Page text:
Saturday Night Live: Jerrod Carmichael hosts an inevitable slack-heavy episode | Saturday Night Live

Ia rare and surprising example of restraint, this week’s episode of Saturday Night Live avoids diving directly into The Thing, except for a brief mention late in its cold openness. Instead, the show opens with a new episode of Fox & Friends, where morning talk show hosts and right-wingers Steve Doocy (Alex Moffat), Ainsley Earhardt (Heidi Gardner) and Brian Kilmeade (Mikey Day) ask softball questions to Supreme Court Justice Clarence Thomas (Kenan Thompson) and his wife Ginni (Kate McKinnon).

Judge Thomas is worried about his recent hospitalization, while Ginny – also known as “Yoko Ono from the Supreme Court” – convincingly denies her role in the Capitol riots, though she can not help but call for “a tidal wave of biblical revenge to wash the Biden crime family all the way to Gitmo. “

After a brief tirade about Disney “making your kindergarten gay” from the network’s resident wino, Judge Jeanine Pirro (Cecily Strong), the hosts are visited by former President Trump (James Austin Johnson), who calls in from the bed at Mar-a- Lago. . He teases that Will Smith beat Chris Rock at the Oscars (“I saw slap, I enjoyed slap, I was very impressed with my Hitch,”) before he even managed his role in the uprising (“In many ways it was a deliberately planned coup, yes “) and its cover-up (” I was too busy with phone calls, burner phone and coup “).

This cold openness suffers from the same lack of narrative and thematic coherence that most Fox News segments do, but Johnson’s film-obsessed, clear article-allergic Trump continues to prove to be a winner and audience-friendly.

The host of the night is standup cartoon Jerrod Carmichael. Immediately, Carmichael says he “does not want to talk about that …, “before he continues to do exactly that, even though he never says what” it “is. Instead, he talks about how it feels, as if we have all” talked about it for until“asks,” Does not feel like it happened somewhere between Jamiroquai and 9/11? “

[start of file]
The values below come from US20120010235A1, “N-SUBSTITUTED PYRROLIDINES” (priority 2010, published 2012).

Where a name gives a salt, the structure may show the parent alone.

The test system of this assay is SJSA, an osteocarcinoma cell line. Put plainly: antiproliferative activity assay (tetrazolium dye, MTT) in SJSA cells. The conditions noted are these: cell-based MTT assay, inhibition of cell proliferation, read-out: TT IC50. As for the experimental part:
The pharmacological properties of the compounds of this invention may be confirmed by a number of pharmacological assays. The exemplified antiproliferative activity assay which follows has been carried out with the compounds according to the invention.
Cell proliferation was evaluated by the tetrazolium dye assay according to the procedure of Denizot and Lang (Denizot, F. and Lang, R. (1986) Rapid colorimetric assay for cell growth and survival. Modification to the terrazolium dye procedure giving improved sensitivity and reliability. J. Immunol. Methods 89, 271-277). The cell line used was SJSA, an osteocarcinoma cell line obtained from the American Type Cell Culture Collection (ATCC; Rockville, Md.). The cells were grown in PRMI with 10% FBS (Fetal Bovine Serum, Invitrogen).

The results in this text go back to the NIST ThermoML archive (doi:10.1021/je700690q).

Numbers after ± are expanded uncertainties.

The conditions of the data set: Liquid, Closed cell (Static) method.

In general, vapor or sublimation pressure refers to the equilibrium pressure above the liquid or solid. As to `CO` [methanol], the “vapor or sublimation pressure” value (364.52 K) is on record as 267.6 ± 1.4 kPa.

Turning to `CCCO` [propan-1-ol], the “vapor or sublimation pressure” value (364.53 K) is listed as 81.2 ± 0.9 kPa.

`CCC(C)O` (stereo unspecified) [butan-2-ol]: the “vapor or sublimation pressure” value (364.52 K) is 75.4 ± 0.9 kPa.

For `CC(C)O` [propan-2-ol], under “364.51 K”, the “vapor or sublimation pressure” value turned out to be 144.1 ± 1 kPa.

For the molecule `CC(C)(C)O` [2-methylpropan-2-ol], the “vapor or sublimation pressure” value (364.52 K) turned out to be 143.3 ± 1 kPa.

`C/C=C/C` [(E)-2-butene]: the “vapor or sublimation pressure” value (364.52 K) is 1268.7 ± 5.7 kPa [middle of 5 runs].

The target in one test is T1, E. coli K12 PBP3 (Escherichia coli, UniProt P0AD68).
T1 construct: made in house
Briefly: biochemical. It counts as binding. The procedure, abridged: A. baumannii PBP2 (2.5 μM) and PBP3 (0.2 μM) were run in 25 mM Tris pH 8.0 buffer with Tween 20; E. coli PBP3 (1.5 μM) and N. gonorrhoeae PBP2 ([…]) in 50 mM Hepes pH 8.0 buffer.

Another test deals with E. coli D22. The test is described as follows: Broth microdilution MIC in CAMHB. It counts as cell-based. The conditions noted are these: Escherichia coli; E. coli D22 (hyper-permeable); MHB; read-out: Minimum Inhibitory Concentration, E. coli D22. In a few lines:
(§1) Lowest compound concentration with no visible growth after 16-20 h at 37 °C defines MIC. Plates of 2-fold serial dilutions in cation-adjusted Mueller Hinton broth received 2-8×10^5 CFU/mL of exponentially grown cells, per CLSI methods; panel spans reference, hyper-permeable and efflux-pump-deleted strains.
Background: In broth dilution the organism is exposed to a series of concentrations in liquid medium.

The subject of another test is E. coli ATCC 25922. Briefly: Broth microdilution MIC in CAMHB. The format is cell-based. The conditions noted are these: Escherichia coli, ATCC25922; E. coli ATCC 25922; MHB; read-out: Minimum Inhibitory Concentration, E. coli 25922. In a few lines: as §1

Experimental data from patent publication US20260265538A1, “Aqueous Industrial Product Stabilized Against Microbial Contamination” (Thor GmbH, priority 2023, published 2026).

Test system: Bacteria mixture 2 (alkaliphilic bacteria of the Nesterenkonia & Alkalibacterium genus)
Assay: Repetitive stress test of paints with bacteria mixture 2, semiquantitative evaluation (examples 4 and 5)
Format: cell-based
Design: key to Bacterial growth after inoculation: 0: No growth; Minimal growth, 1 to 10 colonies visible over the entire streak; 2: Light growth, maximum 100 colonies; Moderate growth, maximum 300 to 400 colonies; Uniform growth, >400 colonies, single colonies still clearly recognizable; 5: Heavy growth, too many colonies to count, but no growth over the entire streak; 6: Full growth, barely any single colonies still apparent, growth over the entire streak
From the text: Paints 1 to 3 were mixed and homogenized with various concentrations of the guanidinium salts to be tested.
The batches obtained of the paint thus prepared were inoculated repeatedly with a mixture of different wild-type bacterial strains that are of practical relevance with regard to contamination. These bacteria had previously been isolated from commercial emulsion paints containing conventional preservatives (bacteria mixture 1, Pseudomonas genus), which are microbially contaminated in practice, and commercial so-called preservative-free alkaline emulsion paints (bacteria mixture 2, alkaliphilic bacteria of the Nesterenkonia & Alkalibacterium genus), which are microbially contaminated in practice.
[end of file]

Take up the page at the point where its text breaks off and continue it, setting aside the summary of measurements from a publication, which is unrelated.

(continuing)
Despite his restraint, he says Lorne Michael told him he had to discuss it because “The Nation Must Heal”. He is amazed that Lorne would impose this burden on him as it “must be the least famous host in the history of SNL”. Still, he takes the opportunity to introduce himself and promote his new HBO special Rothaniel (in which he comes out as gay), though when it comes to the burden of national responsibility, he passes the money on to former President Obama.

The first sketch of the night is a game show called Is My Brain Okay ?, which gives participants the task of identifying simple things they “definitely knew before Covid”, such as normal things like wheelbarrows (guesses include “bike”, “farm bikes” and “wheelmonkey”. “), days of the week, the names of close friends and ways to start everyday conversations. It’s a clever idea that tries to run on with its wisdom, but the funniest is just Sara Sherman behaving like a weirdo.

Short Ass Movie is a new music track from Pete Davidson, musical guest Gunna, Chris Redd and Red Rocket star Simon Rex. In it, they rap about how their short attention spans make them unable to watch any movie for longer than 90 minutes. It’s a plumply obvious bit of guy humor that does not even follow the examples they give: We are expected to believe that modern brothers can not relate to the Heat, but will happily throw on Eraserhead? Please. Rex saves it a bit with funny bars about his love of the Ernest movies and a good grave in Davidson’s endless comedy car The King of Staten Island, though his appearance is so haphazard that it’s confusing, especially when you consider his recent outburst got around in a movie running in 128 minutes.

On Shop TV, naughty southern hosts (Strong, Day) welcome a puppet maker (Carmichael) to show off his latest toy: Riley Rainbow. Things go smoothly until he changes the doll’s dress and reveals a giant, rainbow-colored bush sprouting out of her crotch. He explains that it is not what it looks like – a “vagafro”, as an angry caller refers to it – but simply “the end of the main coil inside … it’s an anchor point, every dollmaker wants to know”. His explanations are not convincing, but the doll nevertheless proves to be a hot object in the home – or in the case of a caller, imprisoned – the audience.